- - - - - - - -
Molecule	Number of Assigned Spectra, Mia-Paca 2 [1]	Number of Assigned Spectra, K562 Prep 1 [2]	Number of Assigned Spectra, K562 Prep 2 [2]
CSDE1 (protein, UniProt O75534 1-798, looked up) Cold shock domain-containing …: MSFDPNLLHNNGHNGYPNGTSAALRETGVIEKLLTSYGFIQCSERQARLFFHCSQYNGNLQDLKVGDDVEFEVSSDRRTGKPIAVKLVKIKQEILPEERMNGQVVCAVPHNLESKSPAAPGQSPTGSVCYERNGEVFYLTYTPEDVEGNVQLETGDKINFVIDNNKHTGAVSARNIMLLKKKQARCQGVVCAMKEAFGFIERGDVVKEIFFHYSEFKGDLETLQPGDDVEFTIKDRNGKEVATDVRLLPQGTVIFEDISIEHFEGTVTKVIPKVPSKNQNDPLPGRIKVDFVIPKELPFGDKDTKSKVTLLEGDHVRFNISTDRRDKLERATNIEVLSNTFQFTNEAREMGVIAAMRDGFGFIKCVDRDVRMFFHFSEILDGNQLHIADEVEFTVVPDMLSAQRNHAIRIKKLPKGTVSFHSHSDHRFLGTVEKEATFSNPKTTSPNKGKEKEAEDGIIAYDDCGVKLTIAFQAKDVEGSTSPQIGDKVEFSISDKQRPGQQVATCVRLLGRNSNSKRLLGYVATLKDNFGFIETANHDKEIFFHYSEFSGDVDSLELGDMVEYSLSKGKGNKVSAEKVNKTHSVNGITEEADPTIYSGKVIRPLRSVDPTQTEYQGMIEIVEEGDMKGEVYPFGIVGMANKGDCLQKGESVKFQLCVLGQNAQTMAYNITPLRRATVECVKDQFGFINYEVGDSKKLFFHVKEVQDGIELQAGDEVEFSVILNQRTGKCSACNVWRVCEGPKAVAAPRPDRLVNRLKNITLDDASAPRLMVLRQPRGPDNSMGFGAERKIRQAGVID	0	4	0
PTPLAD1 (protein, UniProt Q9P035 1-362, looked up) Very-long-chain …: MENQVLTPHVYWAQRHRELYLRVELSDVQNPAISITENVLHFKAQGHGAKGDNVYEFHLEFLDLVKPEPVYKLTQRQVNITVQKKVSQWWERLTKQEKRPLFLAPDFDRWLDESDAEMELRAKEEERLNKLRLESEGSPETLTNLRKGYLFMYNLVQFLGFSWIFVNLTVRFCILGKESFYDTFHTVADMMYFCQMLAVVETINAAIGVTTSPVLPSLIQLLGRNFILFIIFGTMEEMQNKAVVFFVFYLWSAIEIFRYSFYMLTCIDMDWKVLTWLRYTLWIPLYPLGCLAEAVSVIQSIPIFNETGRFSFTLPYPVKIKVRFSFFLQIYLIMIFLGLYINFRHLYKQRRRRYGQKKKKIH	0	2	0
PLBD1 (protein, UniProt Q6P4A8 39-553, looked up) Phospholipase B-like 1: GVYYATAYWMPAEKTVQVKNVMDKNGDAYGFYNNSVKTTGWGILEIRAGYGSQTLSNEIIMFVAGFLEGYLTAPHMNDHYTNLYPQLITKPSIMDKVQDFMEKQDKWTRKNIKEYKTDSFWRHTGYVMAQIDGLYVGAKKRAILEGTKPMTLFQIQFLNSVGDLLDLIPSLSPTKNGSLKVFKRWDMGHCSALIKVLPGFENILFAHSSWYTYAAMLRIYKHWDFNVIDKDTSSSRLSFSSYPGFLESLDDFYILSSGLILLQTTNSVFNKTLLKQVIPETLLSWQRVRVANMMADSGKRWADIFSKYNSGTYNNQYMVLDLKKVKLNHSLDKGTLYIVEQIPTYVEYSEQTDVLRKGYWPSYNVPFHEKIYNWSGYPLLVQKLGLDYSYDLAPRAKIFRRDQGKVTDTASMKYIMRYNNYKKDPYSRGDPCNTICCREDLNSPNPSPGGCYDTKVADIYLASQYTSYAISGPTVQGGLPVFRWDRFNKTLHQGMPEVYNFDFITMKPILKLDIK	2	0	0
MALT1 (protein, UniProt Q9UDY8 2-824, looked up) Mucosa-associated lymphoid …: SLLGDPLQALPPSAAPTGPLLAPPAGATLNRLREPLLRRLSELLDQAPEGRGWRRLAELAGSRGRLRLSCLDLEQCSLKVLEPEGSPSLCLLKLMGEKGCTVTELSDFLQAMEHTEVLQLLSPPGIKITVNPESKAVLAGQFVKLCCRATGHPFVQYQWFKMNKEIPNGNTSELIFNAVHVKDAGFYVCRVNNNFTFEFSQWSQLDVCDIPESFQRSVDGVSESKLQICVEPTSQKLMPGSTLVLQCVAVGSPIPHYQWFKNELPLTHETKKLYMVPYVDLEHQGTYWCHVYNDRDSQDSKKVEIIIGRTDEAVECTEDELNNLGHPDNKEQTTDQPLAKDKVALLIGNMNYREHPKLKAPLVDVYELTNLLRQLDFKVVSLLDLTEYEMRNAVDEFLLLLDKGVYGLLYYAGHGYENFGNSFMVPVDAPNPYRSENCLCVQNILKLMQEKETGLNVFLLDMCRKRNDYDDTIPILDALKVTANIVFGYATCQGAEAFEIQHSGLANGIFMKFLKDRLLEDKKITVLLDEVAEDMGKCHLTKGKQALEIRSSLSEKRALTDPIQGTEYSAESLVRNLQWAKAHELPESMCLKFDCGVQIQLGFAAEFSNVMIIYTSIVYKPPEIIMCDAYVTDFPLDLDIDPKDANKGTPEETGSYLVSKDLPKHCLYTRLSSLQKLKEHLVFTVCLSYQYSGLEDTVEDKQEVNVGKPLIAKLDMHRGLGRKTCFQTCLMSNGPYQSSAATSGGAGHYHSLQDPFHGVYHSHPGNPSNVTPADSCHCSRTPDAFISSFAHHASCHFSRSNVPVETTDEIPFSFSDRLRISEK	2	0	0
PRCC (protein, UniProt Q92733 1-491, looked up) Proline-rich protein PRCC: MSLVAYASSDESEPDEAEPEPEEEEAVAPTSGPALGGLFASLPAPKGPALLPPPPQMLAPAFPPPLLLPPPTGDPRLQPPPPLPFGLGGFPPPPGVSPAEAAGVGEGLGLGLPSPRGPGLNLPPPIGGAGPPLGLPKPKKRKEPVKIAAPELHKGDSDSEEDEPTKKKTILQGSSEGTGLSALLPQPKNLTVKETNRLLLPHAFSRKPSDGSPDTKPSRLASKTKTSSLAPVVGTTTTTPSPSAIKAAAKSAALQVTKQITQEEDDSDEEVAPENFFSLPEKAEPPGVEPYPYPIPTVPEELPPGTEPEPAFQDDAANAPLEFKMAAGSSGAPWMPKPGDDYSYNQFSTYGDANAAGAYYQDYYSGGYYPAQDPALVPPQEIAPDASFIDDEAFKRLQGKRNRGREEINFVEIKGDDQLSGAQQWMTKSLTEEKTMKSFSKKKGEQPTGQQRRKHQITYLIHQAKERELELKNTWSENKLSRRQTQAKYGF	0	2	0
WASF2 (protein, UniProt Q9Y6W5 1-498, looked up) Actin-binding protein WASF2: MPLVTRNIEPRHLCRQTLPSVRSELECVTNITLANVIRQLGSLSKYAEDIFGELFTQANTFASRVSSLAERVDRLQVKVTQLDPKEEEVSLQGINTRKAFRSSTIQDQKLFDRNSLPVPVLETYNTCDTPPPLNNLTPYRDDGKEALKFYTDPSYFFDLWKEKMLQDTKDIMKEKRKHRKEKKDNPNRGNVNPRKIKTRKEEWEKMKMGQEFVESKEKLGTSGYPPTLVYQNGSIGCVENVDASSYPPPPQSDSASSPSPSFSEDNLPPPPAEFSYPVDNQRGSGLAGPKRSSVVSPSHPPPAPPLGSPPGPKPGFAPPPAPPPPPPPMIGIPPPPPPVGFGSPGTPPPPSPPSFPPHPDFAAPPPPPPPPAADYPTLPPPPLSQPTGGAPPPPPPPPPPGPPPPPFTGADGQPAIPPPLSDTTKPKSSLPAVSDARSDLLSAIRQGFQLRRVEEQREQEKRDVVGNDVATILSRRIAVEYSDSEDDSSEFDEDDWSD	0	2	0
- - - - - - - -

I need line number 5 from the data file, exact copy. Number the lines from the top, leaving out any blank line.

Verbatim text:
MALT1 (protein, UniProt Q9UDY8 2-824, looked up) Mucosa-associated lymphoid …: SLLGDPLQALPPSAAPTGPLLAPPAGATLNRLREPLLRRLSELLDQAPEGRGWRRLAELAGSRGRLRLSCLDLEQCSLKVLEPEGSPSLCLLKLMGEKGCTVTELSDFLQAMEHTEVLQLLSPPGIKITVNPESKAVLAGQFVKLCCRATGHPFVQYQWFKMNKEIPNGNTSELIFNAVHVKDAGFYVCRVNNNFTFEFSQWSQLDVCDIPESFQRSVDGVSESKLQICVEPTSQKLMPGSTLVLQCVAVGSPIPHYQWFKNELPLTHETKKLYMVPYVDLEHQGTYWCHVYNDRDSQDSKKVEIIIGRTDEAVECTEDELNNLGHPDNKEQTTDQPLAKDKVALLIGNMNYREHPKLKAPLVDVYELTNLLRQLDFKVVSLLDLTEYEMRNAVDEFLLLLDKGVYGLLYYAGHGYENFGNSFMVPVDAPNPYRSENCLCVQNILKLMQEKETGLNVFLLDMCRKRNDYDDTIPILDALKVTANIVFGYATCQGAEAFEIQHSGLANGIFMKFLKDRLLEDKKITVLLDEVAEDMGKCHLTKGKQALEIRSSLSEKRALTDPIQGTEYSAESLVRNLQWAKAHELPESMCLKFDCGVQIQLGFAAEFSNVMIIYTSIVYKPPEIIMCDAYVTDFPLDLDIDPKDANKGTPEETGSYLVSKDLPKHCLYTRLSSLQKLKEHLVFTVCLSYQYSGLEDTVEDKQEVNVGKPLIAKLDMHRGLGRKTCFQTCLMSNGPYQSSAATSGGAGHYHSLQDPFHGVYHSHPGNPSNVTPADSCHCSRTPDAFISSFAHHASCHFSRSNVPVETTDEIPFSFSDRLRISEK	2	0	0